HTA Executive Director Adine Forman shares, “CAST gathered its most diverse, creative and networked partners to envision how we can collectively transform economic opportunities for survivors. There are abundant opportunities, but there currently exists a lack of networks and connections preventing survivors from accessing them. With the HTA, we can work to pipeline CAST clients into secure, living wage union jobs with career advancement opportunities into the hospitality/tourism/food service sector.”
The Hospitality Training Academy (HTA) provides training for new hires or current/incumbent workers looking for promotions through improved job skills and work experience. The HTA is designed to improve Los Angeles’ tourism and hospitality industry by increasing the skill level of its workforce. The HTA provides courses specifically tailored to increase workers’ skills in a variety of areas, including culinary/cook, server, dishwasher, busser, bartender, barista, housekeeping, host/hostess, cashier, retail sales/customer service and Vocational English as a Second Language (VESL). For more information, please visit our website at www.lahta.org.
For over 15 years, CAST has championed a comprehensive, survivor-centered approach to combatting human trafficking. CAST provides trafficking survivors with a continuum of life-transforming services: a 24-hour emergency response system; legal services; social services; and a survivor leadership program. Through this intensive work in the trenches, CAST holds a unique perspective that has catalyzed innovative partnerships. With these strategic relationships in place, CAST is boldly stepping into its next era as an agent of shared leadership and collective impact with new players to unveil The Networked Survivor, a plan for creating powerful career paths and networks for survivors of human trafficking. For more information, please visit: www.castla.org.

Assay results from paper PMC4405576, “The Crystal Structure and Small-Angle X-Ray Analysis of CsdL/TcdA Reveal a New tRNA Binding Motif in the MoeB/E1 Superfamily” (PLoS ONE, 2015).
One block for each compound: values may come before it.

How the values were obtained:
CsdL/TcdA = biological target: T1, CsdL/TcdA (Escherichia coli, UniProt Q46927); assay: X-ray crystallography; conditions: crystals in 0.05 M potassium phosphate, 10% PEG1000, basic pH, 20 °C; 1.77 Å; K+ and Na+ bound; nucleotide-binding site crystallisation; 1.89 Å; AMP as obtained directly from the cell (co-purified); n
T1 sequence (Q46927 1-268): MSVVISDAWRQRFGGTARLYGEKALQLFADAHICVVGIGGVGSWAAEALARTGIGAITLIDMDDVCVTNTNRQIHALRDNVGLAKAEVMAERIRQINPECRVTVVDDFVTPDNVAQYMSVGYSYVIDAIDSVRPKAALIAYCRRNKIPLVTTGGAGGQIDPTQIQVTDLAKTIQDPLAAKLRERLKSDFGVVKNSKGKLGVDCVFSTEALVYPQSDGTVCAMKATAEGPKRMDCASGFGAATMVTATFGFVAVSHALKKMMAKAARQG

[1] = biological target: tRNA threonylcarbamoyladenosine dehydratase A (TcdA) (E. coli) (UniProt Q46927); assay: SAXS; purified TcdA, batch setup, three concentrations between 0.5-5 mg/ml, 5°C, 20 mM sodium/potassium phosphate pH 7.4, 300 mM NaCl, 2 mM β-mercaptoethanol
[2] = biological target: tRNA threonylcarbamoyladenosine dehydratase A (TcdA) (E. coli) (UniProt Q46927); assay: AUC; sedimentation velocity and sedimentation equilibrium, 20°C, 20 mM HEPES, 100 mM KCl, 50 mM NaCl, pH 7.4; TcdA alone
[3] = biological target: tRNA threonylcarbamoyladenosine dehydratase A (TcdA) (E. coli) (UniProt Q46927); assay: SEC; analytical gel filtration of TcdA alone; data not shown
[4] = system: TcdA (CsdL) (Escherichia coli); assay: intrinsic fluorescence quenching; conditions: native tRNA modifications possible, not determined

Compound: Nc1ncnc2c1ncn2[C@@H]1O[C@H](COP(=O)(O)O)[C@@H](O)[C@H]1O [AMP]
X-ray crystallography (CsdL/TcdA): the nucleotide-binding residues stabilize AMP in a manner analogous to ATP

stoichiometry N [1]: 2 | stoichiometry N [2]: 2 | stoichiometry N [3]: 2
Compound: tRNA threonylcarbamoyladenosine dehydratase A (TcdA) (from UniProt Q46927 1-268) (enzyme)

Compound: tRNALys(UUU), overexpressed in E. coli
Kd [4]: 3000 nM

About Partnership for Freedom
The Partnership for Freedom is a public-private partnership that was first announced by President Obama during his landmark speech on human trafficking in September 2012. It is led by Humanity United, a foundation dedicated to building peace and advancing human freedom, and the U.S. Department of Justice, the U.S. Department of Health and Human Services (HHS), the U.S. Department of Housing and Urban Development, Goldman Sachs10,000 Women initiative and Steven Spielberg’s Righteous Persons Foundation.
For More Information:
In 2009, the City of Los Angeles awarded the Hospitality Training Academy (HTA) a grant for $650,000 and an additional $500,000 in American Recovery and Reinvestment Act (ARRA) funds to make the Academy a reality.
The City of Los Angeles has identified the hospitality industry as a high-growth sector. In fact, in 2009, tourism surpassed international trade as the number-one job generator in LA County. The Mayor’s office demonstrated its commitment to keep this high-demand industry thriving through its grant award to the Labor-Management Partnership in hospitality. Improved guest service means occupancy rates go up and hotels generate repeat business.
Eric Rendon was displaced from his cashier’s job at Ruby’s by the modernization underway at LAX, but he is retraining as a high-end chef (photo courtesy of Los Angeles Times/December 3, 2012)
This year the City has invested $225,000 for a pilot program re-training 50 displaced airport food industry workers for employment in new L.A. signature culinary eateries opening within the Los Angeles World Airport (LAX). These culinary students are currently training with world class chefs. All trainees who successfully complete the program are expected to be hired at various airport restaurants as the Tom Bradley International and Terminal 4 reopen.
An in-depth L.A. Times article about the new airport restaurants and more information about the HTA are available at:
Copyright © 2013 Workforce Investment Board. All rights reserved
The City of Los Angeles Workforce Investment Board is a WIA Title I financially assisted program or activity and is an equal opportunity employer/program. Auxiliary aids and services are available upon request to individuals with disabilities.
For years, the airport was a culinary wasteland. But signature restaurants are preparing to offer fare to travelers that is worthy of L.A.
December 06, 2012 | By Gale Holland, Los Angeles Times
Airport food in L.A. has been so bad for so long it’s no longer brought up in polite society. Only at LAX could the 2010 arrival of Pink’s hot dogs — and God love ’em, I know I do — have been welcomed like Moses coming down off the mountain.
“It’s like the smog: Why complain? Everybody knows,” chef Mark Peel told me last week.
Since we began having to schlep wretched little bags of food on the plane or starve, the smell of rancid oil and Flamin’ Hot Cheetos has made the LAX experience unpleasant in all five senses. But all that is about to change.